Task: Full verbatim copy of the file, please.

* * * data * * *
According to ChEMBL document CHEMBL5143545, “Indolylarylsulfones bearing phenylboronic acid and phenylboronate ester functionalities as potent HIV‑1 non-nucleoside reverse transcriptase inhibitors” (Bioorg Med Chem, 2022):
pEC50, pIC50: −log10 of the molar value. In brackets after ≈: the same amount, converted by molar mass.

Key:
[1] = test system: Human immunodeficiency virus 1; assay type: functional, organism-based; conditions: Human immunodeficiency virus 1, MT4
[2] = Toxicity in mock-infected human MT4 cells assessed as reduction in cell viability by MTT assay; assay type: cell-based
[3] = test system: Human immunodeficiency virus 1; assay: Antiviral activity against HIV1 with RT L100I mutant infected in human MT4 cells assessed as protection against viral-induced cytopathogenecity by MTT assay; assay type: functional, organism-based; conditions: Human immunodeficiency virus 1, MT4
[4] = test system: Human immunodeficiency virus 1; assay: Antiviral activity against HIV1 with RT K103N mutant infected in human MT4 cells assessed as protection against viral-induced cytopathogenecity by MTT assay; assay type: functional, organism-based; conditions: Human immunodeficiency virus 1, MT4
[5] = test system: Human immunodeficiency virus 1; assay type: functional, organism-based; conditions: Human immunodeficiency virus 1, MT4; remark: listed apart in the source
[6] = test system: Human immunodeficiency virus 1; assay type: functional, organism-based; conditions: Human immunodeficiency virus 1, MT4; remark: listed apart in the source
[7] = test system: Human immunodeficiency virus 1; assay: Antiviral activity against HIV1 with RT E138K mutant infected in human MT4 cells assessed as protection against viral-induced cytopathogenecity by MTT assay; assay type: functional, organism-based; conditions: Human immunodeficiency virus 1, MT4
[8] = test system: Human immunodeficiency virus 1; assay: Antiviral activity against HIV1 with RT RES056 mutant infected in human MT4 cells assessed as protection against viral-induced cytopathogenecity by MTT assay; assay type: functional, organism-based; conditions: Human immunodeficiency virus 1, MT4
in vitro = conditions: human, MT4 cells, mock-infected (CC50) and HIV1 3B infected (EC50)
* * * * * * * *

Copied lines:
According to ChEMBL document CHEMBL5143545, “Indolylarylsulfones bearing phenylboronic acid and phenylboronate ester functionalities as potent HIV‑1 non-nucleoside reverse transcriptase inhibitors” (Bioorg Med Chem, 2022):
pEC50, pIC50: −log10 of the molar value. In brackets after ≈: the same amount, converted by molar mass.

Key:
[1] = test system: Human immunodeficiency virus 1; assay type: functional, organism-based; conditions: Human immunodeficiency virus 1, MT4
[2] = Toxicity in mock-infected human MT4 cells assessed as reduction in cell viability by MTT assay; assay type: cell-based
[3] = test system: Human immunodeficiency virus 1; assay: Antiviral activity against HIV1 with RT L100I mutant infected in human MT4 cells assessed as protection against viral-induced cytopathogenecity by MTT assay; assay type: functional, organism-based; conditions: Human immunodeficiency virus 1, MT4
[4] = test system: Human immunodeficiency virus 1; assay: Antiviral activity against HIV1 with RT K103N mutant infected in human MT4 cells assessed as protection against viral-induced cytopathogenecity by MTT assay; assay type: functional, organism-based; conditions: Human immunodeficiency virus 1, MT4
[5] = test system: Human immunodeficiency virus 1; assay type: functional, organism-based; conditions: Human immunodeficiency virus 1, MT4; remark: listed apart in the source
[6] = test system: Human immunodeficiency virus 1; assay type: functional, organism-based; conditions: Human immunodeficiency virus 1, MT4; remark: listed apart in the source
[7] = test system: Human immunodeficiency virus 1; assay: Antiviral activity against HIV1 with RT E138K mutant infected in human MT4 cells assessed as protection against viral-induced cytopathogenecity by MTT assay; assay type: functional, organism-based; conditions: Human immunodeficiency virus 1, MT4
[8] = test system: Human immunodeficiency virus 1; assay: Antiviral activity against HIV1 with RT RES056 mutant infected in human MT4 cells assessed as protection against viral-induced cytopathogenecity by MTT assay; assay type: functional, organism-based; conditions: Human immunodeficiency virus 1, MT4
in vitro = conditions: human, MT4 cells, mock-infected (CC50) and HIV1 3B infected (EC50)